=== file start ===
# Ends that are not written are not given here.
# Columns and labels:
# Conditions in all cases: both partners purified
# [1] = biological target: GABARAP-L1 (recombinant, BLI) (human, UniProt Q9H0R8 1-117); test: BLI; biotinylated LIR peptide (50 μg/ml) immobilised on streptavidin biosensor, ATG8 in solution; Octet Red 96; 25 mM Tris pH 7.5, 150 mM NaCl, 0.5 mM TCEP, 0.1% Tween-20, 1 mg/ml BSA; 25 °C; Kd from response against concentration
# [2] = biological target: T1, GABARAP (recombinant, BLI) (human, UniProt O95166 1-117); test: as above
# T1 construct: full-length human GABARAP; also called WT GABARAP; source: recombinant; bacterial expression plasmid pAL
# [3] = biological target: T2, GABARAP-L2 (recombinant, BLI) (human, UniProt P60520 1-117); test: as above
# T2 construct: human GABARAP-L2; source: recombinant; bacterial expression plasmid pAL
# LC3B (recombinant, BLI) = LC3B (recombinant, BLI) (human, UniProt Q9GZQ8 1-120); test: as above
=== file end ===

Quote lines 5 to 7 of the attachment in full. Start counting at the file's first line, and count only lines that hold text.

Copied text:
# [2] = biological target: T1, GABARAP (recombinant, BLI) (human, UniProt O95166 1-117); test: as above
# T1 construct: full-length human GABARAP; also called WT GABARAP; source: recombinant; bacterial expression plasmid pAL
# [3] = biological target: T2, GABARAP-L2 (recombinant, BLI) (human, UniProt P60520 1-117); test: as above